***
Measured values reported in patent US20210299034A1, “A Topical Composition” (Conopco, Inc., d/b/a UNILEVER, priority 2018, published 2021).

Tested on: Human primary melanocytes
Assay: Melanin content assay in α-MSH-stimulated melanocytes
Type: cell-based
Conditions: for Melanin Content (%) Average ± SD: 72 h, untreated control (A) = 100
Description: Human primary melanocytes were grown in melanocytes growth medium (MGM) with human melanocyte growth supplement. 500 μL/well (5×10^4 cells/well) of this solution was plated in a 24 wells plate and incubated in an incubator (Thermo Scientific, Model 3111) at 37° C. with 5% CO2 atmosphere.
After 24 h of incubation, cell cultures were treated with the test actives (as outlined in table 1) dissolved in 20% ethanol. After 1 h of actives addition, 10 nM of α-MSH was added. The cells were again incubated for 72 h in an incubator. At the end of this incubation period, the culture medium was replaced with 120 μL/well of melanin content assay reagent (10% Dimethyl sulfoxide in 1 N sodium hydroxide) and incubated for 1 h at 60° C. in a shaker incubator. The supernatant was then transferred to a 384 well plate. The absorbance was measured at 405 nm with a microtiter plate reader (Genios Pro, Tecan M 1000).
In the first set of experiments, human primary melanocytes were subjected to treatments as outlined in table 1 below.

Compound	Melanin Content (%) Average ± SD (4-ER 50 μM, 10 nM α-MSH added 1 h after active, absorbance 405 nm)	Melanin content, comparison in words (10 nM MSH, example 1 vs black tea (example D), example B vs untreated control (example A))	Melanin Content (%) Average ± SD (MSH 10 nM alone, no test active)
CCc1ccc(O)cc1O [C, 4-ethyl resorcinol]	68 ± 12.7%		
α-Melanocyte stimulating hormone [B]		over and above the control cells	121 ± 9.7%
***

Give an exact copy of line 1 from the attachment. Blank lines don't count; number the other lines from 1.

Measured values reported in patent US20210299034A1, “A Topical Composition” (Conopco, Inc., d/b/a UNILEVER, priority 2018, published 2021).